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The next day - take 2

 
Bert Bates
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Here's a variation:
In the execution chamber there are two switches, one that works and one that doesn't. The prisoner gets to choose which switch is thrown. If the non-functioning switch is thrown the prisoner is set free.
And, the prisoner gets to ask the executioner (who knows which switch works), one question before making his choice.
One catch, the executioner either ALWAYS tells the truth, or he ALWAYS lies.
What question can the prisoner ask to determine which switch is which?
 
Joel McNary
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If I were to ask you whether this switch would kill me, would you say "No?"

Basically, if the executioner always tells the truth, then you have nothing to worry about. If he always lies, then you have to get him to lie about his fibbing. Since we're dealing with boolean logic (Yes/No), that amounts to telling the truth.
 
Joel McNary
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[HIJACK]
Since these types of questions are usually set on remote southern Pacific islands with tribes of natives, here's another variation (my favourite) set in that location:
------------------------
You are on the Island of Minjuro, a small, desolate, one-acre patch of land in the middle of the South Pacific ocean (165 degrees W, 5 degrees S, if you're interested). Despite its size, there are no fewer than four tribes of people on the island: The Minjari, who always tell the truth; the Juromin, who always lie; the Nimoruj, who will sometimes tell the truth and sometimes lie and will only answer one question a day, and the Urojimn, who are cannibals who will eat anybody who asks them a question longer than twelve words, otherwise they always tell the truth. Members of all four tribes are indistuingishable to outsiders. You come to the island to visit the fabled hundred-foot Tower of Minjuro, the island's most famous tourist attraction. Unfortunately, you do not have a map. You come to a crossroads on the island, and there are three indiginants standing at the crossroads. How do you get to the tower before the sun sets by asking at most three questions?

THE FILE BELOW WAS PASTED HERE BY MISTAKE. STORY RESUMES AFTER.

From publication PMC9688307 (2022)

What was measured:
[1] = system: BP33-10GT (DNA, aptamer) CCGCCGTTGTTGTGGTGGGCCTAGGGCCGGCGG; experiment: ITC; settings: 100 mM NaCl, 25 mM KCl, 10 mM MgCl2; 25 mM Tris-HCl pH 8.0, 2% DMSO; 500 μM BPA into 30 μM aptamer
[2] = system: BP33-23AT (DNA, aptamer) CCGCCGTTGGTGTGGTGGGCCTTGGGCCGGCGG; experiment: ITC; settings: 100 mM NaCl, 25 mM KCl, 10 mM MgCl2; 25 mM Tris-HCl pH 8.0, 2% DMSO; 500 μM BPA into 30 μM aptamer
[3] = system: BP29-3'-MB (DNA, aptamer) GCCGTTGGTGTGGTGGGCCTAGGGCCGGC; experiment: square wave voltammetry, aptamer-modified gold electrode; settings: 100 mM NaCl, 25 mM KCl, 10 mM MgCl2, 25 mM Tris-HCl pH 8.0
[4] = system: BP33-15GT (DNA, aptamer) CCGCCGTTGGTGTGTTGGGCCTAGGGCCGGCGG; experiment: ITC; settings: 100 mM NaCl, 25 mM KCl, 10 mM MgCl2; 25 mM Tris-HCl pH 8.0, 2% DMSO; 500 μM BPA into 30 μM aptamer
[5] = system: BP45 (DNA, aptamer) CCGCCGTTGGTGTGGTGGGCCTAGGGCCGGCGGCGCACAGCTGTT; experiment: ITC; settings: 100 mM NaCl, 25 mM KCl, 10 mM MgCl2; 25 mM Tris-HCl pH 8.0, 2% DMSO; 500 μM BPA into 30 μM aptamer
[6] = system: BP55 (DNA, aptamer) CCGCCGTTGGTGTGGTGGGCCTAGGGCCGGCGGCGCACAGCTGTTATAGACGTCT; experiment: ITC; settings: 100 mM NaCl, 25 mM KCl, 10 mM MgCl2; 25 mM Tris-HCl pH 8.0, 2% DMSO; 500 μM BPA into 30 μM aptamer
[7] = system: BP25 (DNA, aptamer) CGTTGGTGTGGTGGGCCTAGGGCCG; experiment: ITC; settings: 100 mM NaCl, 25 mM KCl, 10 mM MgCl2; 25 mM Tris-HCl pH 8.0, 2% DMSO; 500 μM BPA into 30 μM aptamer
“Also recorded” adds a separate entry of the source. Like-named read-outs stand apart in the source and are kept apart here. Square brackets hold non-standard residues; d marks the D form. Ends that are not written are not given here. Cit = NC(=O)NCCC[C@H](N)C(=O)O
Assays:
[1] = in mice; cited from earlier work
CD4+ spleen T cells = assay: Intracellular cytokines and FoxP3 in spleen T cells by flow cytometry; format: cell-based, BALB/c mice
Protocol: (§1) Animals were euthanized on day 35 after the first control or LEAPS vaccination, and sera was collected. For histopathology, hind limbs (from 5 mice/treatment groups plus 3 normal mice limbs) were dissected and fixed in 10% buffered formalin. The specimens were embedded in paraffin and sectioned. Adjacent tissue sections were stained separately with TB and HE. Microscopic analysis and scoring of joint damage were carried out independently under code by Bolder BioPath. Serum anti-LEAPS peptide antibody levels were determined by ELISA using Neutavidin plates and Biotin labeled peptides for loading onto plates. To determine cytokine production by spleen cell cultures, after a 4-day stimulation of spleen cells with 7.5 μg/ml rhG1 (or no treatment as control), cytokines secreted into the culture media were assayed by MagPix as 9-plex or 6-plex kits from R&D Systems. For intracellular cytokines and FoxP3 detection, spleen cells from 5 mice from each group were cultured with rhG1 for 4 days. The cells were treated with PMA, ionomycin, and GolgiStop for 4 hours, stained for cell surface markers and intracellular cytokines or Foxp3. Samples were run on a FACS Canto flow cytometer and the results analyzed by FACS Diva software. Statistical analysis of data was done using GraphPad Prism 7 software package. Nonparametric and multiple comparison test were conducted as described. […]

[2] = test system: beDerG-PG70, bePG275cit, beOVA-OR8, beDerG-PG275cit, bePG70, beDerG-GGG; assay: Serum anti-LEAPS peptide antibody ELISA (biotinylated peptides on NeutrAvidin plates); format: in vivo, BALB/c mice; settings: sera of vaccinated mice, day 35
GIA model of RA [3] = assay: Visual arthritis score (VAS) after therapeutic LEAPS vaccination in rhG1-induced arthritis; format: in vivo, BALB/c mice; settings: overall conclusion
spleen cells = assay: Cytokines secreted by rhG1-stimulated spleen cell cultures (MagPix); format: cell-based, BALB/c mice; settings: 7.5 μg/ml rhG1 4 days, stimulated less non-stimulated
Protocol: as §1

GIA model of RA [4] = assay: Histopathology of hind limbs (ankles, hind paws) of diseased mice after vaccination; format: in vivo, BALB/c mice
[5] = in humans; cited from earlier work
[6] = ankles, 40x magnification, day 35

[/HIJACK]
[ July 06, 2003: Message edited by: Joel McNary ]
 
Jim Yingst
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Something like the first puzzle has appeared in MD several times in the past - but it's refreshing to finally see someone post it without the unnecessary baggage of a second guard.
The only loophole I see it is that the guard here isn't necessarily constrained to answer the question directly at all.
Q: "If I were to ask you whether this switch would kill me, would you say 'No?'"
A1: "I'm not going to answer that." (true)
A2: "Doesn't matter - actually neither switch will kill you." (false)
 
Jim Yingst
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Joel's problem:
the Urojimn, who are cannibals who will eat anybody who asks them a question longer than twelve words
I haven't heard of these guys before. Cool.
For each of the 3 possible directions (assuming the crossroads has 2 roads with 4 possible ways to go, and you came from one of them) point down the road and ask one of the islanders, "Sir, would you say this road leads to the Tower of Minjuro?" (Extra "sir" provided because it can't hurt to be polite - of course, replace with "madam" if appropriate, or she might get and decide 12 words is too much in this case.)
 
Joel McNary
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Good, although I should have constrained the problem to only two questions...
My solution is:
Ignore the islanders and walk straight to the tower. Hundred-foot towers are not difficult to spot on one-acre desolate patches of land.
 
Jim Yingst
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Hundred-foot towers are not difficult to spot on one-acre desolate patches of land.

OK, but my solution works at night too. And it's true that we don't really need the third question, or the third islander. If the first two answers are "no", take the remaining road.
 
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